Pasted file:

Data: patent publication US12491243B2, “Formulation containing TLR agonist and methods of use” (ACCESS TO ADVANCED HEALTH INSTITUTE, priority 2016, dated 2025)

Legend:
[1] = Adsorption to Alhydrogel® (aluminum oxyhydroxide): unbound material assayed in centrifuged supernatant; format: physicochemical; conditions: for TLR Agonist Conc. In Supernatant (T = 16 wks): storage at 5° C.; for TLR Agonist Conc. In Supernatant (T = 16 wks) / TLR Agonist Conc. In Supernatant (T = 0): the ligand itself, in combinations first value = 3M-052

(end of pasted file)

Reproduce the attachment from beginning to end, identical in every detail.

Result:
Data: patent publication US12491243B2, “Formulation containing TLR agonist and methods of use” (ACCESS TO ADVANCED HEALTH INSTITUTE, priority 2016, dated 2025)

Legend:
[1] = Adsorption to Alhydrogel® (aluminum oxyhydroxide): unbound material assayed in centrifuged supernatant; format: physicochemical; conditions: for TLR Agonist Conc. In Supernatant (T = 16 wks): storage at 5° C.; for TLR Agonist Conc. In Supernatant (T = 16 wks) / TLR Agonist Conc. In Supernatant (T = 0): the ligand itself, in combinations first value = 3M-052